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New Jersey Gov. Chris Christie plans to suspend his campaign for president, a source close to the Christie campaign tells member station WNYC.

The decision comes after a sixth-place finish in New Hampshire, where Christie had banked so much of his political capital.

"I love New Hampshire," the governor tweeted Tuesday. "I am comfortable to have my fate in your hands."

Bernie Sanders delivered the second-biggest rout in New Hampshire Democratic primary history last night, besting Hillary Clinton by 22 percentage points.

That's important, because it hands him a crushing victory, lots of momentum and money to help him staff up for a potentially long fight against Clinton. And with that huge win, one might think that Sanders would end up with the majority of delegates.

Carly Fiorina is exiting the Republican presidential race after a seventh-place showing in last night's New Hampshire primary.

"While I suspend my candidacy today, I will continue to travel this country and fight for those Americans who refuse to settle for the way things are and a status quo that no longer works for them," said Fiorina in a statement.

There's been a male tilt to biomedical research for a long time.

The National Institutes of Health is trying to change that and is looking to bring gender balance all the way down to the earliest stages of research. As a condition of NIH funding, researchers will now have to include female and male animals in their biomedical studies.

As late as the 1990s, researchers worried that testing drugs in women who could be pregnant or become pregnant might lead to birth defects, so experimental drugs were mainly tested in men. Research in animals followed the same pattern.

It was a big night for presidential candidates Donald Trump and Bernie Sanders, who walked away the winners in the New Hampshire primary.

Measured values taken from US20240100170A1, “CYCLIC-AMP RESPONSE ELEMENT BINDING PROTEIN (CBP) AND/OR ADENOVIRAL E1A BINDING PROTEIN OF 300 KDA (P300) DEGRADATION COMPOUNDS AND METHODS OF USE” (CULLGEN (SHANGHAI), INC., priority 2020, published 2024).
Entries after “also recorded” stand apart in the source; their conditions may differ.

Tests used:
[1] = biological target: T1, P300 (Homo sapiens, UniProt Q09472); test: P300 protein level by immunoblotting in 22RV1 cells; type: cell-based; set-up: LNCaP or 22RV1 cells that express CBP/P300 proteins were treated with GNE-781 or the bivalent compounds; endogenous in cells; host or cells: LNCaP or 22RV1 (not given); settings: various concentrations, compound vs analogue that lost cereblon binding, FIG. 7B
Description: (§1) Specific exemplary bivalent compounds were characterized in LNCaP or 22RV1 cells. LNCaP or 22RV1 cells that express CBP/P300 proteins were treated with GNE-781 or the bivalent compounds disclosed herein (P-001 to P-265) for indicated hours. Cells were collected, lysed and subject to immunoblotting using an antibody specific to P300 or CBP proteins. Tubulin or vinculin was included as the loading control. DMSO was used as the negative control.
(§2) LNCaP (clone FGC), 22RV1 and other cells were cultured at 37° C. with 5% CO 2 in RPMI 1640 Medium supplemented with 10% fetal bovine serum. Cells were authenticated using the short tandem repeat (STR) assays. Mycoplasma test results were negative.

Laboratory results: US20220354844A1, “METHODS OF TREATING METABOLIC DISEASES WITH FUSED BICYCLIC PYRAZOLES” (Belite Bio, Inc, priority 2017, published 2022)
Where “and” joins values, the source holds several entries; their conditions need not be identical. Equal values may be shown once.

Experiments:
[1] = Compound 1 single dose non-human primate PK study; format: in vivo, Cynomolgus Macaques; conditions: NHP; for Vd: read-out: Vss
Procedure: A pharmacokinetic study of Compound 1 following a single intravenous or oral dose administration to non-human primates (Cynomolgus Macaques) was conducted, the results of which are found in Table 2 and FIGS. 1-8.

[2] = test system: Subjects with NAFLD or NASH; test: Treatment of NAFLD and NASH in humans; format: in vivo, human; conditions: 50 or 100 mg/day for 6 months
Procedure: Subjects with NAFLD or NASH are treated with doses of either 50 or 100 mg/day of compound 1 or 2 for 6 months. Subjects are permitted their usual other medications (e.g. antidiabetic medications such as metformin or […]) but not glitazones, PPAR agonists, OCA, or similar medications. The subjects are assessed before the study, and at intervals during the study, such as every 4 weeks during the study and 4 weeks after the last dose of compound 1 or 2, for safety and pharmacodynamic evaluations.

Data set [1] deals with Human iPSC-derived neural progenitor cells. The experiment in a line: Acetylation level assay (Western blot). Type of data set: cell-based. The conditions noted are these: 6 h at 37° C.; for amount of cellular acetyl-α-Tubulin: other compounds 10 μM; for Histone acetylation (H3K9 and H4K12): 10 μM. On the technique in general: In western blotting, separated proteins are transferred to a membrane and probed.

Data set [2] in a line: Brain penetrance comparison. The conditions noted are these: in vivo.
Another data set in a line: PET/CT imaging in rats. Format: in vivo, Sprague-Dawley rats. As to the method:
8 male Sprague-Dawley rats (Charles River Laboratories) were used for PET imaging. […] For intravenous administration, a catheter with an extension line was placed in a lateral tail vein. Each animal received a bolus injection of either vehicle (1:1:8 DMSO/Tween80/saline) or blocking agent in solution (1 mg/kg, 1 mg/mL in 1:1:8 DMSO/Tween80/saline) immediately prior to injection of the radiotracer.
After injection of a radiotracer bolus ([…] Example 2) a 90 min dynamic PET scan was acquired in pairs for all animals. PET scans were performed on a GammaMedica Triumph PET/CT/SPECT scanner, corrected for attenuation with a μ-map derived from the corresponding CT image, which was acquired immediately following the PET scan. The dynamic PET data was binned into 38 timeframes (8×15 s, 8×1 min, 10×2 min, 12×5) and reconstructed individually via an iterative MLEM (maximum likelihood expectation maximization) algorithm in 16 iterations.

Sanders led Hillary Clinton by more than 20 points in what many considered a must-win for the Vermont senator. On the Republican side, Ohio Governor John Kasich came in second, followed by Iowa’s winner Ted Cruz and former Florida Governor Jeb Bush.

The Granite State made clear choices in last night’s presidential primary, as both winners ended up with 20-point victories.

Republican Donald Trump took 35 percent of all the GOP votes cast and Democrat Bernie Sanders nabbed 60 percent of his party’s votes. Both candidates bill themselves as anti-establishment candidates for their respective parties.

While some contenders are considering how long to stay in the race, others are looking ahead to South Carolina and Nevada.

Republican Donald Trump and Democrat Bernie Sanders are celebrating victories in the New Hampshire primary.

Here & Now’s political strategists Angela Rye and Paris Dennard join hosts Robin Young and Jeremy Hobson to analyze the results, including what they mean for the second-place finishers, Hillary Clinton and John Kasich.

Clinton pulled in 38 percent, compared to Sanders’ 60 percent, and Kasich won 16 percent, compared to Trump’s 35 percent.

Remember the story scooting around the Internet earlier this week about a man in India who was reportedly killed by a meteorite? If you need a refresher, we wrote a post about it, creatively titled, "Did A Meteorite Kill A Bus Driver In India?"